Connecting young people to nature
If there's one thing we can agree on it's that we're living in a time of change. And autumn brings added change factors for many young people. Transition, a fresh academic year and new beginnings. As we think about young people’s wellbeing, we're sure that connecting to nature is one of the best ways we can help promote young people's mental health and wellbeing.
Here's a fact for you...
The Children and Adolescent Mental Health Survey (CAMH) 2017 survey reported that one in eight young people aged between 5 and 19 have a clinically diagnosed mental health problem.
Stop and read that again. One in eight. That’s a staggering number. And what’s more, countless others struggle with challenges such as bullying and bereavement which also have a negative impact on their wellbeing.
So what can any of us do?
Wellbeing and health are holistic terms, referring to our physical, mental and social states. They mean more than just the absence of pain but also having a sense of purpose, achievement, and security.
At Outward Bound we want to help young people defy their limitations. We work with young people to develop behaviours that will empower them to take charge of their personal wellbeing and overcome any challenges they may face.
Nature’s role in wellbeing: an Outward Bound approach
We understand how closely minds and bodies are linked. We make use of the outdoors as the perfect setting to promote young people’s physical and mental health.
This approach is more than just our belief. There is a large and growing evidence base showing that exposure to the natural environment positively affects our wellbeing. Even GP surgeries are now authorised to issue ‘nature prescriptions’ to help treat a range of physical and psychological conditions. What’s more, research from What Works Wellbeing revealed that the lower a person’s wellbeing, the bigger the impact access to green space and heritage makes.
The role of outdoor residentials
Outdoor residentials provide a tailored opportunity for developing and enhancing relationships by taking part in physical outdoor activities as a team. Outward Bound participants are fully immersed in our wilderness environments, helping them reconnect with nature, which is an important predictor of subjective wellbeing. Research suggests that being in a natural environment and connecting with nature is associated with an increased awareness of experience, fostering mindfulness practices.
Outward Bound programmes are specifically designed to develop young people’s self-awareness and self-concept, by encouraging them to pay attention to their thoughts and feelings, their bodies, and their surroundings.
Residentials in the natural envronment
Natural environments can play a key role in increasing activity levels, and individuals with easy access to nature are three times more likely to participate in physical activity and 40% less likely to become overweight or obese. On all Outward Bound programmes, young people will undertake physically and mentally challenging tasks in the outdoors, and therefore an element of physical activity is integral to what we do. Natural environments can be used to encourage people to take part in physical activity and our programmes seek to help our participants discover the enjoyment of moving in the outdoors.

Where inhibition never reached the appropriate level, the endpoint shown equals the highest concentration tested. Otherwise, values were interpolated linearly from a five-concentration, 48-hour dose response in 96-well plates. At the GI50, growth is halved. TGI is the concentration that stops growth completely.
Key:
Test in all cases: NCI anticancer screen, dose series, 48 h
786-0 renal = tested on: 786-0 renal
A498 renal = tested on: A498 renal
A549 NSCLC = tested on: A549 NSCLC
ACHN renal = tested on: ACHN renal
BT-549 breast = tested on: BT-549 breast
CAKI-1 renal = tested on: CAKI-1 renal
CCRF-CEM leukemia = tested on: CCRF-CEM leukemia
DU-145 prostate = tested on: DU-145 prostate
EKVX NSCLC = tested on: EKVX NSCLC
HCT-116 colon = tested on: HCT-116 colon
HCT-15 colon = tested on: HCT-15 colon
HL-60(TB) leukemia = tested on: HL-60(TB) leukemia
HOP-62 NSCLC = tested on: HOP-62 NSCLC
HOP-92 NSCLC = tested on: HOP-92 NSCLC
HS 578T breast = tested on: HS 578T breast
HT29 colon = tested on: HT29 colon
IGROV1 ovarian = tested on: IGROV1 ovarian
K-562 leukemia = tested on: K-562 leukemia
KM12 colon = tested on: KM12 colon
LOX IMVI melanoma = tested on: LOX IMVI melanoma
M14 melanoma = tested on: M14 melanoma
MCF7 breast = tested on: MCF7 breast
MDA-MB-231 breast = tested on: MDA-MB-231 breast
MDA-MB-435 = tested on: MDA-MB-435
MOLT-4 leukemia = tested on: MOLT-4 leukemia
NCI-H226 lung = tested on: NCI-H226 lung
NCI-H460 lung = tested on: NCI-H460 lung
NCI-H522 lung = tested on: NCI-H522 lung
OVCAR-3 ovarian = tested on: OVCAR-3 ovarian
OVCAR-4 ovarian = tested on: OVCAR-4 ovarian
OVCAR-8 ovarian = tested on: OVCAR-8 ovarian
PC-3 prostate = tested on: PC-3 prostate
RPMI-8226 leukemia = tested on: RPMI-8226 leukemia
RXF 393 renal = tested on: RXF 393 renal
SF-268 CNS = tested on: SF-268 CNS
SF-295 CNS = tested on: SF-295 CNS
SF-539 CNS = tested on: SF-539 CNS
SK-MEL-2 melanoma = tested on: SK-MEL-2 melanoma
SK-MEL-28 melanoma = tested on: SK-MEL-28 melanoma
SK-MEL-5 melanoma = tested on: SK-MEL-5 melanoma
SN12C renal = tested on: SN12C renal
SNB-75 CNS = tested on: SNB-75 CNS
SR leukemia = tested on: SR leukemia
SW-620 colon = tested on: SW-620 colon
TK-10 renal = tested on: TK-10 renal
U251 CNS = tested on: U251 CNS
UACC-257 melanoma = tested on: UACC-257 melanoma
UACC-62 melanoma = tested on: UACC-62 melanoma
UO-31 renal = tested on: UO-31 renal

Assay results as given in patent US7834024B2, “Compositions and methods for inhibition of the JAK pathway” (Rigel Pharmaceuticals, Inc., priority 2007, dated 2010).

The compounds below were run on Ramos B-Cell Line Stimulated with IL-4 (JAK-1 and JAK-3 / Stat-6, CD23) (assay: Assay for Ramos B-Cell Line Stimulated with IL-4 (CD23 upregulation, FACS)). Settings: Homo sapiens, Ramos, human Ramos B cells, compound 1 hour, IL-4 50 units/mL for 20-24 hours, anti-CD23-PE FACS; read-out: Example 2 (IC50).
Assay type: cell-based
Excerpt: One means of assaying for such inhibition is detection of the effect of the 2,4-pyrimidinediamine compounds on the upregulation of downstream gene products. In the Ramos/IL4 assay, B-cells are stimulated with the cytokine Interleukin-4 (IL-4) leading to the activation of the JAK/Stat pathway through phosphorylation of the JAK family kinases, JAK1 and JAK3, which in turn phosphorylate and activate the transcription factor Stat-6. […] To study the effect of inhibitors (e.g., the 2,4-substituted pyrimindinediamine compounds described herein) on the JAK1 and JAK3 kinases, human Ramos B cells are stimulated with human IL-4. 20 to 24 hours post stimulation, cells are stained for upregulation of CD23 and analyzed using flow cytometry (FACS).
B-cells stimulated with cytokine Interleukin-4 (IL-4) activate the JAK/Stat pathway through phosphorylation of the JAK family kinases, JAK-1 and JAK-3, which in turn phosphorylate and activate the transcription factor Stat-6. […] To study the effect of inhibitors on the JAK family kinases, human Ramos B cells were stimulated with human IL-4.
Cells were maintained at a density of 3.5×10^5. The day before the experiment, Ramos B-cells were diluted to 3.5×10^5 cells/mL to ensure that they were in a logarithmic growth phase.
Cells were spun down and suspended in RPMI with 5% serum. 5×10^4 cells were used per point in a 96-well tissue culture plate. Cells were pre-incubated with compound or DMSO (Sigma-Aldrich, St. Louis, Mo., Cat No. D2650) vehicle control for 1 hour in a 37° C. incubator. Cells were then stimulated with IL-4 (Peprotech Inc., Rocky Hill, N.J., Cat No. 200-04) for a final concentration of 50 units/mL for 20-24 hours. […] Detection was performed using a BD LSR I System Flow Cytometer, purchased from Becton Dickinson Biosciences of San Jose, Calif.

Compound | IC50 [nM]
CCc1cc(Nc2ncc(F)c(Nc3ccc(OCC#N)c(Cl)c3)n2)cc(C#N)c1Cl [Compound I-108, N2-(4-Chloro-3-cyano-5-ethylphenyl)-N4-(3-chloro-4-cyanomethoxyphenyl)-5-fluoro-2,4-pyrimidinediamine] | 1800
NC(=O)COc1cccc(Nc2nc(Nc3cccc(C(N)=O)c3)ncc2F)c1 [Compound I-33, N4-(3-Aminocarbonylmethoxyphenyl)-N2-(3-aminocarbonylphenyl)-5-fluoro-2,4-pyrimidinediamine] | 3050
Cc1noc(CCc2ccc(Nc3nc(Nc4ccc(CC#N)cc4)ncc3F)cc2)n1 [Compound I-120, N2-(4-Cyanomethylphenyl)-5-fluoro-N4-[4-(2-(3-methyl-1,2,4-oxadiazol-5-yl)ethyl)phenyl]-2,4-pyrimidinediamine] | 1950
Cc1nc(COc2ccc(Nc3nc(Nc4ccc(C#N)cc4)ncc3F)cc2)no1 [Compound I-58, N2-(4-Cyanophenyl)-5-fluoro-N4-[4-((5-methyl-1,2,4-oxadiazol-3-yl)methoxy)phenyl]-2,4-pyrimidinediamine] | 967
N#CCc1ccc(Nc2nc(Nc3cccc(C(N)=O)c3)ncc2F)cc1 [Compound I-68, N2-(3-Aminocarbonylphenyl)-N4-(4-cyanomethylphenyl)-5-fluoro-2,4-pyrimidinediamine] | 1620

Natural environments can also provide young people with lots of opportunities for learning – through developing ecological knowledge, physical literacy and social competencies; and cognitive skills, through for example engagement in an environmentally-focused curriculum.
Research suggests that spending time in natural environments encourages generosity as individuals focus on others more, and there is a greater chance of developing satisfying relationships.
At Outward Bound, young people work together in groups of 12. They complete all their activities as a team, supporting and motivating each other, using each other’s strengths and working on each other’s weaknesses to ensure that everybody succeeds in their own Outward Bound journey. There is no ‘I’ in team and these actions of ‘giving’ and helping others can stimulate a sense of vitality, self-esteem, ameliorating feelings of psychological distress and promoting mental wellbeing.
Healthy: inside and out
We hope you agree, immersing yourself in nature has some pretty mega health benefits. With #gowildforwellbeing - we’re advocating getting outside and connecting with others as a means of connecting with our own mental health. It's essential that we help our young people to understand ways in which they can improve their personal wellbeing, and spending time in nature is a great place to start.
Want to read more on how connecting to nature supports young people's mental health and wellbeing? We've put together an in-depth report to help support schools, parents, and employers with the young people in their lives.
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